Process monitoring during generating grinding of e-gear tooth systems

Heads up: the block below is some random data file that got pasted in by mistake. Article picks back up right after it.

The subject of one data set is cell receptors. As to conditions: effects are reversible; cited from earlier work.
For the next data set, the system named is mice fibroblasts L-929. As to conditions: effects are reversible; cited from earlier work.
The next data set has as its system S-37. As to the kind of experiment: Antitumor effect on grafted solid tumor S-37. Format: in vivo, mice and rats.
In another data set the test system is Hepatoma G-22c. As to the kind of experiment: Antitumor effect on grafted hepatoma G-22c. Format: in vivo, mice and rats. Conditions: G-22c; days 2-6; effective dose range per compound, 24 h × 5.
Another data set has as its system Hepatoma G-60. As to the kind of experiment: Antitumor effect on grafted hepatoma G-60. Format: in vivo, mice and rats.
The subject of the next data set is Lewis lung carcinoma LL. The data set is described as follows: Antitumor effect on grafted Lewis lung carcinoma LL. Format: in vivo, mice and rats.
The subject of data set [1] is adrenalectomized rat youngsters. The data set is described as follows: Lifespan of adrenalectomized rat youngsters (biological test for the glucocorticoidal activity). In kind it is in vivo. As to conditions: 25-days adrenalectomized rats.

Although the design of transmissions in electric cars is simpler than that of conventional internal combustion engines, it places far higher demands on the manufacturing accuracy of the gears. Electric motors must deliver constant torque over a wide speed range at rotation speeds of up to 16,000 rpm. There is also another condition, as Friedrich Wölfel, head of Machine Sales at Kapp Niles points out: “Internal combustion engines mask transmission noise. Electric motors, on the other hand, are virtually silent. At speeds of 80 km/h and above, rolling and wind noise are the dominant factors, regardless of the powertrain. But in the range below that, transmission noise can become annoyingly noticeable in electric vehicles.”  The fine machining of these components therefore requires the use of a generating grinding process that is both productive and, above all, optimised in terms of the noise behaviour of the ground gear teeth. It is crucial to avoid so-called “ghost frequencies” which can be caused during component grinding as the result of an unfavorable machine and process design.